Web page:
Our brief argued that the imposition of any life imprisonment sentence upon a juvenile offender, including a life tail, imposed without considering youth and its attendant characteristics, is unconstitutional under the U.S. and Ohio Constitutions.
Amici argued that the state should be held liable when youth are deprived of the right to effective assistance of counsel, even when the state has delegated the responsibility of providing counsel to the county because the right to counsel is fundamental and essential to a fair trial.
United States District Court, Middle District of Alabama •
Attorneys from Juvenile Law Center and SPLC filed a lawsuit challenging Alabama’s Sex Offender Registration and Community Notification Act, which imposes a lifetime obligation to register as a sex offender for children tried and convicted as adults for sex offenses.
Juvenile Law Center’s brief argued that M.H.’s statements to a government social worker may have been involuntary and violated due process even if the government social worker was not required to give Miranda warnings because youth are more susceptible to coercion, conditioned to comply with adults’ requests, cognitively disadvantaged when navigating the juvenile justice system, and misunderstand their rights even when actively informed of their rights.
United States District Court, Central District of California •
Amici argued that regulations released in August 2019 by the Department of Homeland Security (DHS) and the Department of Health and Human Services (HHS) are inconsistent with the Flores Settlement Agreement (FSA), violated state licensing requirements required by the FSA, and put children at risk of serious harm or even death.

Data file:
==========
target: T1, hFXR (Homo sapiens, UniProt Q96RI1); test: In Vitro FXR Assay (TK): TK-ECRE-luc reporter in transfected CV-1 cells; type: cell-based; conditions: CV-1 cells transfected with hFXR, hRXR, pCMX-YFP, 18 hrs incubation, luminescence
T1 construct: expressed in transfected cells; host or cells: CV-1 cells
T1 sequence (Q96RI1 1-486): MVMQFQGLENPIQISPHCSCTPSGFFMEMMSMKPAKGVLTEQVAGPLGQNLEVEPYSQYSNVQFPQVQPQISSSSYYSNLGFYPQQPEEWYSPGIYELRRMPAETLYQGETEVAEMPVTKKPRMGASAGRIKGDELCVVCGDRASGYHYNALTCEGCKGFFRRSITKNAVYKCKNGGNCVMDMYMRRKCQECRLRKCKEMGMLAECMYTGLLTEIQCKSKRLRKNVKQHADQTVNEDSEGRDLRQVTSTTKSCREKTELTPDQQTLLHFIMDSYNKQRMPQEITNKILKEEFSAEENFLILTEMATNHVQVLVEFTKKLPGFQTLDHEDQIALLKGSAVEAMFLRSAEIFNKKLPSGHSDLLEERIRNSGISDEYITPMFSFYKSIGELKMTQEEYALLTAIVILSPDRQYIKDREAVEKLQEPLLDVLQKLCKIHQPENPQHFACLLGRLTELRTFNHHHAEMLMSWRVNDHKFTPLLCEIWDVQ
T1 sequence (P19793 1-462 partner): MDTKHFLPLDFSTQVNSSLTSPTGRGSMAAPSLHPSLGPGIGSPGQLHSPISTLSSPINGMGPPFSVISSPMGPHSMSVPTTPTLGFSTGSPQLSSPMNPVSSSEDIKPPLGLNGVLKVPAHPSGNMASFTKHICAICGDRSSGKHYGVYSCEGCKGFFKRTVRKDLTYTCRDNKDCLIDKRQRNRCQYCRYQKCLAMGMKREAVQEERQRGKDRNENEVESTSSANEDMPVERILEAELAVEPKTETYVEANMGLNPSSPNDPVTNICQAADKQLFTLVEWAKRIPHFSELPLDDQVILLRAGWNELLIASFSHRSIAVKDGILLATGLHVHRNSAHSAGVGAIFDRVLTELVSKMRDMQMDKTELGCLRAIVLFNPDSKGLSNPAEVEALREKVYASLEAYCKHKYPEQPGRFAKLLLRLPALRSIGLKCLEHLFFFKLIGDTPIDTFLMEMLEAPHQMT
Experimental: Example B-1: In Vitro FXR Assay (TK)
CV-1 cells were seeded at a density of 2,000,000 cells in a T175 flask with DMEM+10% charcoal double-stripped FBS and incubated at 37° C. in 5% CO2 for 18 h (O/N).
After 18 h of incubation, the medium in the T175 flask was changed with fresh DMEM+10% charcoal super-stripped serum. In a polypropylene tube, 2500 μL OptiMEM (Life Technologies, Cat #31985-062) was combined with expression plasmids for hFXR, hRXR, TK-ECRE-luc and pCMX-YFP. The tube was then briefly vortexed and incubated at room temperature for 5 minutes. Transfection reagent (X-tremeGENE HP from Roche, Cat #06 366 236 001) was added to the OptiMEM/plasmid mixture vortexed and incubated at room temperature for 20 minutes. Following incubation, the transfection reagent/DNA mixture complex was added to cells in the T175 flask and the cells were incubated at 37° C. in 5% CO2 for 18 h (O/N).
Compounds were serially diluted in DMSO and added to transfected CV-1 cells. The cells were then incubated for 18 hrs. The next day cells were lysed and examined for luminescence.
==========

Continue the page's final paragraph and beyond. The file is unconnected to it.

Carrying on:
Juvenile Law Center argued that the reasoning relied on by the United States Supreme Court in Roper v. Simmons (prohibiting capital punishment for youth who were under the age of 18 when their crimes were committed) applies with equal force to young adults, such as James Hairston, and that legislative changes reflect an emerging national consensus that individuals under age 21 are less culpable for their criminal conduct than fully-developed adults.
In 2002, Lusby was sentenced to an aggregate of 130 years in prison, with parole eligibility after serving 65 years for a crime committed at age 16. Amici argued that Lusby’s sentence is a de facto life sentence and is unconstitutional as applied to juvenile offenders.
In an important win the Pennsylvania Supreme Court held that “a minor’s refusal to confess to an act for which he or she might be criminally prosecuted as an adult may not be considered when deciding whether to certify a case for transfer between juvenile and adult court.”
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